Tuesday, April 1, 2008

Lazy Law & Order Writers Mash Their Keyboards

Lazy Law & Order Writers Mash Their Keyboards

There was a time when Law & Order was an impeccably acted and written show. Every forty-six-minute episode could easily have been a ninety-minute feature film; but, despite time constraints, almost every episode developed at a reasonable and sane pace. Then the franchise grew. And, like all cash-printing TV franchises, it got lazy. Lazy writing. Lazy acting. Lazy directing. This was all post-Noth—starting somewhere in the Orbach/Bratt years. It ballooned in the Farina-Green era and became obscene in the days of the Cassady-Green pairing. It’s getting better now, but you can still see remnants of cash-per-word scripting by scribes hired directly off the set of Baby Geniuses 4: Babies’ Revenge. And, of course, this has trickled down into SVU, Criminal Intent, and Food Inspection.
Here are the things that really bother me:

1: The ghost in the machine: This was obvious in the early '90s when computers were slightly more complex than Atari systems. I assume scripts called for actors to produce information from PCs with script directions like, “He goes to the computer and accesses the file.” Records were called up from hard drives with a virtuoso mashing of the keyboard by role-playing bit actors. But as operating systems became more sophisticated, incredibly diverse information was summoned with a fingers-out palm mashing of keys. Then there would be a beep, and the information would be there for the detectives to see.

There was an episode a while ago where Jesse Martin needed to know how many green trucks with one bald tire and a St. Louis Frogs bumper sticker were carrying corn meal to Bistock, Maryland. The trucking dispatcher landed his palm on the keyboard…beep…there was the answer.

2: Cell-phones. I’ve never seen a show use cell-phones like Law and Order. The case is cold. Dead ends everywhere. Absolutely no leads. Suddenly the phone rings and someone’s saying it’s Oswald in the book tower with the rifle.

3: Fortuitous parking tickets. This has been used ad infinitum by hackish L&O writers. If a crime is committed on a city street, and there are no witnesses, and the guy looks like a lock to get away with whatever, you can be sure his car was ticketed. It doesn’t matter where he parks; it doesn’t matter when he parked. He was ticketed. Or if the guy lies about his alibi, guess what? His car was ticketed across town when he said he was in Scranton. Then it’s just a matter of a phone call and some keyboard mashing, and the offending party can be transferred to the district attorney.

4: The casually mentioned tidbit: This usually happens via the medical examiner. The dead guy was perfectly healthy; absolutely hale and hearty. Except for this small ink stain on his right forearm. Could it have been caused by a leaking pen? The man was a fountain pen salesman. He worked a shift as a printer. In his spare time he inked cartoons. But no, of course not. None of those things has anything to do with it. The man was killed in an office where an uncapped Bic was found on the floor. He must have rolled over and been marked by the ballpoint. See, it’s all falling into place. We can match the ink on our gas chromatograph!

5: The on-the-stand breakdown: This is the height of lazy writing. It’s absolutely pitiful and makes me think more than a few L&O writers moonlight working on young-adult titles like Trouble at Sugar Town High and Dogs Bark; Cats Meow. Here’s the defendant, on the stand, getting away with the perfect crime. Suddenly you get him angry and it’s all over. “You ain’t smart enough to done have gone and committed that crime.” “Yes I am! I did it! I don’t care anymore! He’s mocking me!” These scenes usually build to a crescendo of poorly acted emotional breakdowns. “You had every reason to kill her.” “I had no reason to kill her.” “She loved another man.” “I love another man.” “She made a fool out of you.” “No one makes a fool out of me!” “So you taught her a lesson.” “She needed a lesson.” “And you taught it to her.” “I gave her what she deserved.” “And you went to her house that night.” “And I told her what she’d done.” “And she didn’t care.” “She laughed at me.” “So you lost control.” “I hit her with the vase.” “And she fell.” “Down the stairs.” “So you’re guilty.” “Yes! Yes! I did it!”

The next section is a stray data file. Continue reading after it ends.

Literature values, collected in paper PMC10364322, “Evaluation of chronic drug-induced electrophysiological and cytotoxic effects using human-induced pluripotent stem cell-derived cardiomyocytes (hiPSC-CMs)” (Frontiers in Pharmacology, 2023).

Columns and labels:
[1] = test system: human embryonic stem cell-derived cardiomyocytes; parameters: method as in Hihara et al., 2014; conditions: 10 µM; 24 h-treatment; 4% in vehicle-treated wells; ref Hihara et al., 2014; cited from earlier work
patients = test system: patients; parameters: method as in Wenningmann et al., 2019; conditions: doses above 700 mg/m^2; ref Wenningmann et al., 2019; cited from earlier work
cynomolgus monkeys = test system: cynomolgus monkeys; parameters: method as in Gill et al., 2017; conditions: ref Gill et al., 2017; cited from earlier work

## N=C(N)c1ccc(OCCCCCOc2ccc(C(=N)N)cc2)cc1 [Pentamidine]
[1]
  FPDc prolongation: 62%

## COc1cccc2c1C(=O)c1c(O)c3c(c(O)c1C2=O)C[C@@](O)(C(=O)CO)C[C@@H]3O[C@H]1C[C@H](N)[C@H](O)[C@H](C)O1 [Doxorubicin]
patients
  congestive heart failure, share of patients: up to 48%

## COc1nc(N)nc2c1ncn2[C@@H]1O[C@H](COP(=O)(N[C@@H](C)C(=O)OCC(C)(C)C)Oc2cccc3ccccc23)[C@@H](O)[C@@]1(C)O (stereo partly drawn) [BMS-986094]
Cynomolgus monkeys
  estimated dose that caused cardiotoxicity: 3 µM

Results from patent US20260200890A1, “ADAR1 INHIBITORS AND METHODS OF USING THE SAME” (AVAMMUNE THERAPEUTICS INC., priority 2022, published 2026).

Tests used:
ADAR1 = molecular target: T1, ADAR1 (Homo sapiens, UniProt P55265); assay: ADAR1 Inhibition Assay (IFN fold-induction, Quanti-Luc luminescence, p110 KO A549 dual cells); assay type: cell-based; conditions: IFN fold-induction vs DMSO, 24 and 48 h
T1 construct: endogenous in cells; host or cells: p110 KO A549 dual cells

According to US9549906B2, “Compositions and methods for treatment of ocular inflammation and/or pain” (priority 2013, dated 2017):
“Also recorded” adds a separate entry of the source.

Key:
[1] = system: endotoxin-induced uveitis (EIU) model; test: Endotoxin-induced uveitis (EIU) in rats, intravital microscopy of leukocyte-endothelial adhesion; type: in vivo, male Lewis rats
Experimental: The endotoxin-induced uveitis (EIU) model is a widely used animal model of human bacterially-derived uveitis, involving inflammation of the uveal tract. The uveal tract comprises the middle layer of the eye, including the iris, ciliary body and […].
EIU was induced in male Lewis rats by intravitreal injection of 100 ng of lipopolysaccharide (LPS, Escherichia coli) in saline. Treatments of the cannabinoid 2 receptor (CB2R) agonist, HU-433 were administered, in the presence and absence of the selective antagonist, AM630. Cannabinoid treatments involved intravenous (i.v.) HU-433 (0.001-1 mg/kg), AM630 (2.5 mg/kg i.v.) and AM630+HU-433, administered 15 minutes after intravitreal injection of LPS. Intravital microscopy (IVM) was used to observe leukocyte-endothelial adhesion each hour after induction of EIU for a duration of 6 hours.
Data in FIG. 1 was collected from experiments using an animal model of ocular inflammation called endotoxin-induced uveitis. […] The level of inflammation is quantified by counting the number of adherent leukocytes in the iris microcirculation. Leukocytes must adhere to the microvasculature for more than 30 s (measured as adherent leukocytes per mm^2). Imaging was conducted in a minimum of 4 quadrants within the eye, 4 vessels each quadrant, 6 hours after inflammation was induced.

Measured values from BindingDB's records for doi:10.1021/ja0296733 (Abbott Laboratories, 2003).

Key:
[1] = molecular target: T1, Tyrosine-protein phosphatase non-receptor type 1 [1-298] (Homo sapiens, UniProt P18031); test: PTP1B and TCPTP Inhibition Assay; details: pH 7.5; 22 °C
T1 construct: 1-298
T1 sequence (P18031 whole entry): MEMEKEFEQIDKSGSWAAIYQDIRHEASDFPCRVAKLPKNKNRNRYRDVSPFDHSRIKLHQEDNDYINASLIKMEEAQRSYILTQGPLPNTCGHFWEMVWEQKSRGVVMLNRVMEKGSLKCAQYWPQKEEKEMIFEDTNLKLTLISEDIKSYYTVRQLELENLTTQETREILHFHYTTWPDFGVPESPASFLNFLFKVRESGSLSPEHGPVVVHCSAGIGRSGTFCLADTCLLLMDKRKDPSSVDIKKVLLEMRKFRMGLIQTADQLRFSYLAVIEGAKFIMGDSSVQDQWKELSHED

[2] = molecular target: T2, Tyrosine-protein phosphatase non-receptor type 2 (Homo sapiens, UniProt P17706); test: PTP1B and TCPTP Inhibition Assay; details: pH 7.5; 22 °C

6: The stupid melodramatic music. What’s the point? Are we supposed to hear guilt?

7: Extra-terrestrial image enhancement technology: Can we zoom in on his face from this surveillance cam video? Sure. Who cares if the guy’s eighty feet away. What’s that on his chin? He must’ve cut himself shaving. Look, there’s a pebble caught in the tread of his tire. I’ve seen pebbles like that before! They’re found in one place in the world: the vacant lot where the crime was committed.

8: Fortuitous clothing: This always happens. A crime’s committed, and a witness saw a guy with a red jacket. Hey, don’t the kids at St. Paul High wear red jackets? Yeah! Or “I didn’t see anything, officer. He was running away. But I did notice he was wearing a hat with a crest on it.” “What did the crest look like?” “A pizza.” “Tim’s Pizza has hats with crests on them.” Now that’s police work.

Cliches work, but let's take some pride in our craft. I know screenwriting is one step above type-setting Chinese take-out menus, but c'mon. You're getting paid a lot of money to steal plots from Quincy and Columbo. At least change the verbs.

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